Saving UK Music Venues through the Agent of Change Principle

Palace_of_Westminster,_London_-_Feb_2007

Photograph of Westminster by Diliff

The upcoming UK Parliament is tabling a motion to add the “agent of change” principle to the country’s planning legislation. As a primer, Chris Cooke of the Complete Music Update wrote of the agent of change principle and its potential effects that,

[T]he agent of change principle says that if a property developer constructs or converts a building next to a music venue, it must take responsibility for ensuring that the new development can co-exist with said venue, for example, paying for soundproofing if noise may be an issue for the new neighbours. It’s something that already exists in Australia, and is a principle that enjoyed much support during the #VoteForMusic survey of the music community ahead of the General Election earlier this year. The Musicians’ Union has also been lobbying hard for its introduction.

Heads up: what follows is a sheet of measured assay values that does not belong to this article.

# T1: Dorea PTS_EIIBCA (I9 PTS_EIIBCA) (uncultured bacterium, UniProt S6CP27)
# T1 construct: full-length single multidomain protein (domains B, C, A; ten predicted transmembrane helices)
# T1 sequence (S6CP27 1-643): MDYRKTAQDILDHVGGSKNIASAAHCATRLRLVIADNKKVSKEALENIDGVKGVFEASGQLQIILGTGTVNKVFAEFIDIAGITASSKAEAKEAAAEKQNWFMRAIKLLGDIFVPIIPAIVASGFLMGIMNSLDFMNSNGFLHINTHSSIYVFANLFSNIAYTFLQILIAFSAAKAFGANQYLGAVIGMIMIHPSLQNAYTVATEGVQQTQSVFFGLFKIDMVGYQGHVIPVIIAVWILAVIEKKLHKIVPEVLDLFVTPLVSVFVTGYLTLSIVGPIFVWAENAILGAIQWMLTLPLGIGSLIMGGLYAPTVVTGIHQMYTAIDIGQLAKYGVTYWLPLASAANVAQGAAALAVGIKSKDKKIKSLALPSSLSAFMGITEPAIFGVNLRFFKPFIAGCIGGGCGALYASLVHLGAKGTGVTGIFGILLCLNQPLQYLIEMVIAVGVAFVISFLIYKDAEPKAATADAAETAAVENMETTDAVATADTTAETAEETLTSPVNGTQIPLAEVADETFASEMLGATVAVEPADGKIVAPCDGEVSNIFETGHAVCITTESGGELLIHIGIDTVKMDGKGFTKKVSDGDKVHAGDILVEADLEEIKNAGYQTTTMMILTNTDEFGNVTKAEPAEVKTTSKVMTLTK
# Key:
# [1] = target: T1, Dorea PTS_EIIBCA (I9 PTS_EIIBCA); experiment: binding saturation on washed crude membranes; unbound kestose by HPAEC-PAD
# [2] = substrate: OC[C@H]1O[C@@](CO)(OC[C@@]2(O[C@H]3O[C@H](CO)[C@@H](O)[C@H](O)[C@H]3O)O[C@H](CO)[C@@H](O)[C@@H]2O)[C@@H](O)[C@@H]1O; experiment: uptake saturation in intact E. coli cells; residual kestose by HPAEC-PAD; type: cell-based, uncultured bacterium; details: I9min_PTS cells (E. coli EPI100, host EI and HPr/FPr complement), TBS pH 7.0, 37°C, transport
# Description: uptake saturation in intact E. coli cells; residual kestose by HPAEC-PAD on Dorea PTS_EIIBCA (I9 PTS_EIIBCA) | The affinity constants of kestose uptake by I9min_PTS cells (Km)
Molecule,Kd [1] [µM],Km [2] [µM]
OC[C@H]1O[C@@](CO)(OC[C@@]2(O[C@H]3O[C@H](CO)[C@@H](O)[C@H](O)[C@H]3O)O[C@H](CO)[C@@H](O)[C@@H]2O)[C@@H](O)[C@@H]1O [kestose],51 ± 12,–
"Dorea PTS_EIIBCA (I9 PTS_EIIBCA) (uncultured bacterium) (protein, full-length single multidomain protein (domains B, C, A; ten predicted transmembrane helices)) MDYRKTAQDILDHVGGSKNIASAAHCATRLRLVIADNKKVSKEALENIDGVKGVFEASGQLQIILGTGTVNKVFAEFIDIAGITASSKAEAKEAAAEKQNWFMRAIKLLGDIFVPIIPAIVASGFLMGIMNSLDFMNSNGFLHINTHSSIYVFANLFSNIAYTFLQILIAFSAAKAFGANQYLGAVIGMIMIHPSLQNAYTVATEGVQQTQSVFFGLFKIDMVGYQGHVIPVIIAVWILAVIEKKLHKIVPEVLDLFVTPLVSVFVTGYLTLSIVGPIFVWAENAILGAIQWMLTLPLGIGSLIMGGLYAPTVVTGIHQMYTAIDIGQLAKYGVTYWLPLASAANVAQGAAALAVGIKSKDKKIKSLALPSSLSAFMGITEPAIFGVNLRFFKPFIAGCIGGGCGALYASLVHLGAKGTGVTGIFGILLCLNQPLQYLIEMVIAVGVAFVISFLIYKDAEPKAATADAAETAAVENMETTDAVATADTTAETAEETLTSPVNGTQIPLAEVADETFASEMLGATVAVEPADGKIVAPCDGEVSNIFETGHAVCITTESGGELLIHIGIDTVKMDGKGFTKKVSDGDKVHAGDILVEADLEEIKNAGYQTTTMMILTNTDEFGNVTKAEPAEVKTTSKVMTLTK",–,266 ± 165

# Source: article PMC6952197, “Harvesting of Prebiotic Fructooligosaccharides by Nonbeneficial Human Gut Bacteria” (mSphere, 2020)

The major proponent of the bill is shadow culture secretary MP Michael Dugher, who has made it his first priority, citing that in the last eight year’s London has lost nearly half of all its live music venues. Part of the problem was a 2013 amendment that allowed disused buildings to be reverted to residences without permit, even if these residences end up being located nearby commercial enterprises that emit evening music or other noise.

The agent of change principle has already been applied by Australian governments to great effect, which has prevented new buildings and residents from moving into neighbourhoods with nightclubs or other music venues and making noise complaints about the previously installed venues. The application of this principle overturned previous laws where the club itself (even if established first) would have been responsible for noise insulation, rather than the onus being placed on the new incoming neighbourhood tenants.

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